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A titular see
of Syria Secunda, suffragan of Apamea
. Hamath was the capital of a Canaanite
kingdom (2 Kings 23:33
) whose king, Thou, congratulated David
on his victory over the king of Soba (2 Samuel 8:9-11
; 1 Chronicles 13:9-11
). Solomon, it would seem took possession of Hamath and its territory (1 Kings 4:21-24
; 2 Chronicles 8:4
). Amos (vi, 2) calls the town "Hamath the Great". The Assyrians
took possession of it in the seventh century B.C. At the time of the Macedonian conquest it was given the name Epiphania, no doubt
of Antiochus Epiphanes. Aquila and Theodoretus call it Emath-Epiphania. It is as Epiphania that it is best known in ecclesiastical
(Oriens Christianus, II, 915-918) mentions nine Greek bishops
. The first of them, whom he calls Mauritius, is the Manikeios
whose signature appears in the Council of Nicaea
(Gelzer, "Patrum Nicaenorum Nomina", p. lxi). Conquered by the Arabs
in 639, the town regained its ancient name, and has since retained it, under the form Hamah, meaning a fortress.
Tancred took it in 1108, but in 1115 the Franks
lost it definitively. The Arab
geographer, Yakout (1148-1229), was born there. The modern Hamah is a town of 45,000 inhabitants, prettily situated on the Orontes. It is the residence of a Mutessarif, depending on Damascus. The main portion of the population is Mussulman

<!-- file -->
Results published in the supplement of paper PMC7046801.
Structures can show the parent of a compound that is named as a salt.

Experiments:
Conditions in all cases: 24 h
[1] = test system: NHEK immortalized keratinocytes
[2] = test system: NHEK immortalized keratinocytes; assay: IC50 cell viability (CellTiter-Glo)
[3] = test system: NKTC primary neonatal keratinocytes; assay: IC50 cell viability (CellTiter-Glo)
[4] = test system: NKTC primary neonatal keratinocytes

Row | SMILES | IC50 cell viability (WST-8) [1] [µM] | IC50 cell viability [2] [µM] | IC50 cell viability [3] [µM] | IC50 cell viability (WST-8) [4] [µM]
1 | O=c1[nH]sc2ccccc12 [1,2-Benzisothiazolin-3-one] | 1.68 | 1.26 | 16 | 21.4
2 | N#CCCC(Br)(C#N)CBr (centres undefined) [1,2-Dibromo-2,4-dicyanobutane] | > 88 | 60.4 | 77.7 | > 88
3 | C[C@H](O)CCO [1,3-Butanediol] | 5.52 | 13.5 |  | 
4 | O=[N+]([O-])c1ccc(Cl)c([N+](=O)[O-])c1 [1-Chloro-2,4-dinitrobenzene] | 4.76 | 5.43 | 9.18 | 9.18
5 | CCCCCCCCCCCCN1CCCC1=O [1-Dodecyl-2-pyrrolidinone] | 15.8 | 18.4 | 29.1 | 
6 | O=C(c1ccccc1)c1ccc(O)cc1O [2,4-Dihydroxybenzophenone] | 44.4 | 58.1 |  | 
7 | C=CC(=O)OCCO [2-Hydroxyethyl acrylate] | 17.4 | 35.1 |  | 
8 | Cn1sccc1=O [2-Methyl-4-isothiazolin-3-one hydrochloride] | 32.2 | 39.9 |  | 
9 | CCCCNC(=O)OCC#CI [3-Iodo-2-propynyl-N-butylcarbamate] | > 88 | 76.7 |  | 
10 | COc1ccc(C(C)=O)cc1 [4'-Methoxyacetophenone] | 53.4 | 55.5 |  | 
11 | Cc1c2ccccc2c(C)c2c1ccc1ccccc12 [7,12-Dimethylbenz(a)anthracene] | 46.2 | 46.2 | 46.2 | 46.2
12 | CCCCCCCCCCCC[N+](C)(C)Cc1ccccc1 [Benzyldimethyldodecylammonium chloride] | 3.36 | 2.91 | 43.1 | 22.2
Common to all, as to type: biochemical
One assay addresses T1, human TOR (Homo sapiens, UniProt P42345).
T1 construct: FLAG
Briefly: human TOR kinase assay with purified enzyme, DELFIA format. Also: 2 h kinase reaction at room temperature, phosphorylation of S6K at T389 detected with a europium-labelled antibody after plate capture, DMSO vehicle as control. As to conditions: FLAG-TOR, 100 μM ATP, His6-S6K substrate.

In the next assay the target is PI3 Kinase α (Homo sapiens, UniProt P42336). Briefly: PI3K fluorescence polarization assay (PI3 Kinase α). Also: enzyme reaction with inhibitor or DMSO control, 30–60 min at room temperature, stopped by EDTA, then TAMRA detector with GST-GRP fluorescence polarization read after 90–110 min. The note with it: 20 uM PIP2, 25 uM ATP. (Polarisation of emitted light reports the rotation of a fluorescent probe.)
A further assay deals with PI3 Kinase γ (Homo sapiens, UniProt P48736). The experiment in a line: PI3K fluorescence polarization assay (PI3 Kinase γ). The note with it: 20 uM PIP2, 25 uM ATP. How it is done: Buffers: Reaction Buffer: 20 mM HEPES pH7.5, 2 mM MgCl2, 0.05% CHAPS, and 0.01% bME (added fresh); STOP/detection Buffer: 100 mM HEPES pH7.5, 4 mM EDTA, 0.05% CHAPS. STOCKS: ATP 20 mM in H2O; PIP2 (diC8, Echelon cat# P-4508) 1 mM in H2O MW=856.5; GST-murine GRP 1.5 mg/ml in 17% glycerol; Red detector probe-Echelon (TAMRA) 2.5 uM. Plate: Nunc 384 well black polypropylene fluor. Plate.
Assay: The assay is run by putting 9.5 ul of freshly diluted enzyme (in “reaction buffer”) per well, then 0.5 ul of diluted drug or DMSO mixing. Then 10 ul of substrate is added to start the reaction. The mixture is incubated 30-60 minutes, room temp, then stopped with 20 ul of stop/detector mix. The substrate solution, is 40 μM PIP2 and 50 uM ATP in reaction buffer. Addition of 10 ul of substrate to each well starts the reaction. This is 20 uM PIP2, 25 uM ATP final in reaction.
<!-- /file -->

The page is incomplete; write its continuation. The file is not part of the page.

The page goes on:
; but there are about 10,000 Christians
of various rites. It has two Catholic archbishops
, a Greek Melchite
and a Syrian
, the one residing at Labroud, the other at Homs, reuniting the titles of Homs (Emesus) and Hamah (Missiones Catholicae, 781-804) The Orthodox Greeks have a bishop
of their own for either see. The modern town is without interest, the main curiosity of the place being the norias used for watering the gardens.
LEQUIEN, Oriens Christianus II, 915-918; BLUMENBACH, Antiquitates Epiphaniorum (Leipzig, 1737); JULIEN, Sinai et Syrie, 189-192; LEGENDRE in Dict. de la Bible, s.v. Emath.
About this page
APA citation. Salaville, S. (1910). Hamatha. In The Catholic Encyclopedia. New York: Robert Appleton Company. Retrieved May 10, 2021 from New Advent: http://www.newadvent.org/cathen/07120c.htm
MLA citation. Salaville, Sévérien. "Hamatha."The Catholic Encyclopedia. Vol. 7. New York: Robert Appleton Company, 1910. 10 May 2021<http://www.newadvent.org/cathen/07120c.htm>.
Transcription. This article was transcribed for New Advent by Joseph P. Thomas.
Ecclesiastical approbation. Nihil Obstat. June 1, 1910. Remy Lafort, S.T.D., Censor.Imprimatur. +John Cardinal Farley, Archbishop of New York.
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